The Nightingale (Bonny, Bonny)

Frank Harte singing in a casual setting.According to the Digital Tradition The song appears on 19th century broadsides; first in England and later in Ireland (though without Sam Henry’s Nationalist spin). It appeared in print in America as early as 1835 (The Forget Me Not Songster). It has been found in tradition in England, Scotland, Ireland, the USA and Canada.

The Nightingale

Oh woeful was the day when I was pressed to sail afar
And leave behind the girl I loved in the town of Ballinagard.
The shady groves were my delight till I was forced to sail.
You all may guess at my distress lying in the Nightingale.

Oh, grief and woe that I must go and fight for England’s King.
I do not know his friends or foe and war’s a cruel thing.
The Nightingale lies near at hand, my time alas is brief.
From pearling streams and mountain rills I part with bitter grief.

No more I’ll walk the golden hills with Nancy by my side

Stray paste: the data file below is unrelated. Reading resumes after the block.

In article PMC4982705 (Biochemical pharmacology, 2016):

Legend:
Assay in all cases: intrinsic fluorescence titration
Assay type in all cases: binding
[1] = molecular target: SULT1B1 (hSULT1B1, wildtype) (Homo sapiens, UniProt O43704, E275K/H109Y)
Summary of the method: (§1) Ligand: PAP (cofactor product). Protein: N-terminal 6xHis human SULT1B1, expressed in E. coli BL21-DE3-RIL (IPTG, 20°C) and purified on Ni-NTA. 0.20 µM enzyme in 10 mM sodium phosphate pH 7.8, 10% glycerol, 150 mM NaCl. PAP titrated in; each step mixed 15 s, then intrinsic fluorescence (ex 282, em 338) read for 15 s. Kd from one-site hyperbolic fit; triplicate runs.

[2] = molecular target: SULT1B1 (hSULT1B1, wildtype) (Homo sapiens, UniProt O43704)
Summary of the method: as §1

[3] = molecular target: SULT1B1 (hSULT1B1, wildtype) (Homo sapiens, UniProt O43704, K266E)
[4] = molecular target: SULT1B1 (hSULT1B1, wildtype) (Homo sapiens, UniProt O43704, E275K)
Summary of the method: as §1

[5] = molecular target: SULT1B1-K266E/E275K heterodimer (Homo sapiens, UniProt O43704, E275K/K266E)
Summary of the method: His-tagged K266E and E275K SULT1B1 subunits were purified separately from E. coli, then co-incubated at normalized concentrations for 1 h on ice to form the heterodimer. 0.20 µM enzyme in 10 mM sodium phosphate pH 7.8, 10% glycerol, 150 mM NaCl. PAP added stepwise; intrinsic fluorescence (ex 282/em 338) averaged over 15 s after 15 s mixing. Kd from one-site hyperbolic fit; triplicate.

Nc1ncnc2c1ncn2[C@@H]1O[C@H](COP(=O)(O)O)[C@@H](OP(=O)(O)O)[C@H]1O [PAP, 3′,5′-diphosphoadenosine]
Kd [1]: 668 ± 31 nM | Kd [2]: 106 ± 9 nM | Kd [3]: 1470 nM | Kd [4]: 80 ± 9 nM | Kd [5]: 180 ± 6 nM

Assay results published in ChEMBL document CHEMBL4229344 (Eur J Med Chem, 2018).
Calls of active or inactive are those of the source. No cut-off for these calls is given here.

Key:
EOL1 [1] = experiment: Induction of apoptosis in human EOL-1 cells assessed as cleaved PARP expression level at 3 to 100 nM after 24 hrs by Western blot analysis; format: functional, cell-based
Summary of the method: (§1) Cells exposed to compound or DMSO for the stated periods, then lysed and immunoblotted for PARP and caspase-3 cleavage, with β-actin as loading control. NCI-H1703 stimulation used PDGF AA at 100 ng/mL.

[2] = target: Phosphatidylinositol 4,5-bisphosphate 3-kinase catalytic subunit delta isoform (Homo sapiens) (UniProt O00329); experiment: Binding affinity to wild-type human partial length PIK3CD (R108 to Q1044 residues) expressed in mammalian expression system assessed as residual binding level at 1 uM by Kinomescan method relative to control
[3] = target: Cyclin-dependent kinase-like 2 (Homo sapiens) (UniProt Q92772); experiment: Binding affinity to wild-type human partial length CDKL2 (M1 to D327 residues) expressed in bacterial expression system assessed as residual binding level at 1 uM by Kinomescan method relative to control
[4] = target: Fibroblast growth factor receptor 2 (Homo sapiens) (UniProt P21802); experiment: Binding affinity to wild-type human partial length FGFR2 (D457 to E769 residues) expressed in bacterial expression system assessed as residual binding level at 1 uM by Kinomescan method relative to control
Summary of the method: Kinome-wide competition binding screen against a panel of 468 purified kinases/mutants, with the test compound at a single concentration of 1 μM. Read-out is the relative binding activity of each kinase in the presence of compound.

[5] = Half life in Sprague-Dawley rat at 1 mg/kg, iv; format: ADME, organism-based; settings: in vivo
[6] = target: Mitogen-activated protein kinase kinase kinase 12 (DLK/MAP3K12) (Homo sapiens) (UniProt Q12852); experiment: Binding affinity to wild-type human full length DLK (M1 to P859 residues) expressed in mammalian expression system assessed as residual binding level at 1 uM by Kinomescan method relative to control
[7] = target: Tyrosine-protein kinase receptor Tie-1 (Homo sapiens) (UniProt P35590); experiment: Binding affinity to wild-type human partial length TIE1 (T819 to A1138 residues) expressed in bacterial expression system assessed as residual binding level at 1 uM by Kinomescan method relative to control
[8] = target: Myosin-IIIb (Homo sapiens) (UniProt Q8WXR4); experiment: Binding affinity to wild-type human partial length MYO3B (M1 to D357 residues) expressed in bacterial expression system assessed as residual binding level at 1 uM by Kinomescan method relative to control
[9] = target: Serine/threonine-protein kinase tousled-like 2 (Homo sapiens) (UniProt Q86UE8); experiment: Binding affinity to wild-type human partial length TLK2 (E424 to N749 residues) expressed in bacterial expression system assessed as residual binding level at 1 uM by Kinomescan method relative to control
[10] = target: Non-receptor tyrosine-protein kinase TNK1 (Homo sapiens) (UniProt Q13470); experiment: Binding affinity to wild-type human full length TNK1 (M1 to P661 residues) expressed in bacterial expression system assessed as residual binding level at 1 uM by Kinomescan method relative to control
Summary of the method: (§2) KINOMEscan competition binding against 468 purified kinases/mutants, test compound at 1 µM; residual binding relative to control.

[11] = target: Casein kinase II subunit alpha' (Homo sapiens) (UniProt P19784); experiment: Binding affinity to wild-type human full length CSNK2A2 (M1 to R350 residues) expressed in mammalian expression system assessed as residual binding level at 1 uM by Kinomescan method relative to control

Or stroll along the sun-bright rills or view my land with pride.
We sail away at dawn of day. Our sails are ready set.
When Old Ireland’s shore I see no more, I will sigh with deep regret.

Now all is changed and I must range across the ocean wide.
Our ship she may in Biscay Bay be sunk beneath the tide.
If I should fall by a cannonball or sink beneath the sea,
Good people all, a tear let fall and mourn for mine and me.

But if God should spare my graying hair and bring me back again,
I will love far more my Antrim shore, it’s dark blue hills and glens.
Around my fire but one desire God grant till life shall fail
To keep me far from cruel war and from the Nightingale.


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